We have a lot to thank the French for; steak-frites, Cognac and Arsene Wenger. However, one unwelcome French import has been Inheritance Tax (IHT).
Tax on death was first officially introduced in England in 1796. Back then, the tax was known as ‘legacy, succession and Estate duties’ and was introduced as a way of funding war against the French. From sinister beginnings, it developed into a way of redistributing wealth from the very richest in society to the poorer members. This followed the philosophy of the French Revolution ideals of a fairer society.
IHT has been set as low as £20 in the Nineteenth century but today it is set at £325,000 for a single person and £650,000 for a married couple. IHT is often thought of as a ‘rich man’s tax’, ‘a nice problem to have’ and one that doesn’t affect ‘ordinary’ people. However, as house prices have increased, this view has become increasingly redundant as the number of ordinary people caught by tax increases.
In the South East of England, the average price of a house is now over £326,000 which means it has overtaken the IHT tax free allowance of an individual person. As the South East constitutes between 30% and 40% of the population of England (depending upon the definition used), it means over 22 million people may have to deal with IHT at some point in their lives. Currently, over half of all the IHT paid in England is paid by families living in the South East, with the average amount paid standing at over £160,000.
The problem is most acute in wealthier areas, particularly in London with the average house price in Belgravia standing at over £5 million. Although most people will expect the inhabitants of Belgravia to pay tax on their mansions, the housing boom has also affected traditionally affordable areas such as Hackney. Here, a comparatively modest semi-detached will set you back over £550,000, which is £225,000 over the individual tax free allowance. This has caused many ordinary people to be caught out by tax simply because they are unaware of the potential IHT consequences caused by a rise in the value of their home.
Unfortunately, this a problem that is no longer confined to billionaire bankers in their Belgravia mansions. As the problem has spread from the city to the countryside, it has also started to affect families that usually have no need to make plans to avoid IHT.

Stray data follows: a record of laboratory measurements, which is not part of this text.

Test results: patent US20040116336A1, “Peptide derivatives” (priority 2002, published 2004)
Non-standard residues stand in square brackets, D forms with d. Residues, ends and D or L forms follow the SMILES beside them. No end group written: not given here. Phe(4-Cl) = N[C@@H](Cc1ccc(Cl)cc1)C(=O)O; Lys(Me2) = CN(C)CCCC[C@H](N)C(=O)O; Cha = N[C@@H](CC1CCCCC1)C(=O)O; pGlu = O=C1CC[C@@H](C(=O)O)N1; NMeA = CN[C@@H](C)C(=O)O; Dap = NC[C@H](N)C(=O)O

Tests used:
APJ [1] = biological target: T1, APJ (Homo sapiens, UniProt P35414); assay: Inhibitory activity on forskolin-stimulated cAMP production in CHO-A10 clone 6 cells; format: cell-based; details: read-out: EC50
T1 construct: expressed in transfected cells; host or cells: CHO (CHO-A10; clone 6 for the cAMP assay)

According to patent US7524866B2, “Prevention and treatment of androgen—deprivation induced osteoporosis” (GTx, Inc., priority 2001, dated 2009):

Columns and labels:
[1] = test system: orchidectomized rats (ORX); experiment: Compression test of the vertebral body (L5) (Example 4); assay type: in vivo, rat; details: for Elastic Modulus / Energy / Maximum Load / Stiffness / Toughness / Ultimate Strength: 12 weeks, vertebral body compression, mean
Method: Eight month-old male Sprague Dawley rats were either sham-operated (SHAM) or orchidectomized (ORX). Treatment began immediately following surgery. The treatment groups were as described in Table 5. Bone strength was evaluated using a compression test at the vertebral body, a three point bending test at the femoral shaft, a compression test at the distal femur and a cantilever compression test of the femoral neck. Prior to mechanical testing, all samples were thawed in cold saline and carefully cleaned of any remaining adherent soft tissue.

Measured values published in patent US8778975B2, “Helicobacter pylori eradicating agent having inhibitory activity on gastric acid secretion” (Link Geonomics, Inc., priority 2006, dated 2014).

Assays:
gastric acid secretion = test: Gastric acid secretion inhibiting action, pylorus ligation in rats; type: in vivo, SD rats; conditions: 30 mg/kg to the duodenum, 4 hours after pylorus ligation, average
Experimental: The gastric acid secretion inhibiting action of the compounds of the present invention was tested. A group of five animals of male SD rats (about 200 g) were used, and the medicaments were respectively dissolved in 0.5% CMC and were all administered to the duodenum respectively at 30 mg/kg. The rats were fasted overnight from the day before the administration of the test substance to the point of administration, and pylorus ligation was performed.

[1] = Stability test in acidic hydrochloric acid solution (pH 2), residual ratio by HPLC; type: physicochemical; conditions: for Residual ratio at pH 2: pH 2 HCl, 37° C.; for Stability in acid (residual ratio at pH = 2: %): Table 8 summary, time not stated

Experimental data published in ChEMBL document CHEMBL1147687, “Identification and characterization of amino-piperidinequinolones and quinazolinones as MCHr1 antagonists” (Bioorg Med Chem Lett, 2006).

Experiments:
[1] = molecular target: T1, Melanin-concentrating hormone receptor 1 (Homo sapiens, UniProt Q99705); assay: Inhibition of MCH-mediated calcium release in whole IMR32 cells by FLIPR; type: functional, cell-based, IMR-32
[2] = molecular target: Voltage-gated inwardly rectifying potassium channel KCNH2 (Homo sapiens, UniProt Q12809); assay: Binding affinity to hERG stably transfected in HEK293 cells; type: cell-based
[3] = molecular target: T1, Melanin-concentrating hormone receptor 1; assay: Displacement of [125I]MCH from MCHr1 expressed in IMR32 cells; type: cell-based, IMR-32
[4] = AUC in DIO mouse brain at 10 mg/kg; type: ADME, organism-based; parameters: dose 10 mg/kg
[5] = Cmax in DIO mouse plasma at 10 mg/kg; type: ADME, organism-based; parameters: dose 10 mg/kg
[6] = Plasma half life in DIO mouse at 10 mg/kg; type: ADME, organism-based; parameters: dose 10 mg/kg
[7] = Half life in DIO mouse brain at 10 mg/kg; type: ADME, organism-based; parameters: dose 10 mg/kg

In the Surrey ‘golden triangle’ of Godalming, Oxshott and Virginia Water, asking prices are averaging over £1,800,000. Across the border in neighbouring Buckinghamshire, house prices in Beaconsfield, Chalfont St Peter and Gerard’s Cross are over £1,200,000.
Even in the more affordable counties such as Essex, detached homes are now averaging over £900,000 in the Epping Forest golden triangle of Loughton, Chigwell and Buckhurst Hill.
Although the boom in house prices has mainly affected London and the South East, the North of England is now starting to experience the same problems. The northern golden triangle of Alderley Edge, Hale Barns and Knutsford is fast catching up with its southern counterparts, with average asking prices now reaching £600,000. The recent move of the BBC to Manchester can only continue the trend towards higher and higher prices.
An unintended consequence of the house price boom is that many people are now caught by Inheritance Tax. Unfortunately, this problem is made worse by many people being unaware of the potential problem looming on the horizon. This has caused many hardworking families to be caught in an Inheritance Tax trap of being unable to avoid it.
As is often the case in life, recognising the problem early and taking necessary action can, in many cases, mean IHT is completely avoided. Inheritance Planning is becoming increasingly important and must be considered as part of the process when buying or selling a house. This is especially true for families living in London or the South East where the average house is already worth more than the tax free allowance.
To arrange a discussion about IHT, please get in touch with Paul Clark on 01625 523988 or firstname.lastname@example.org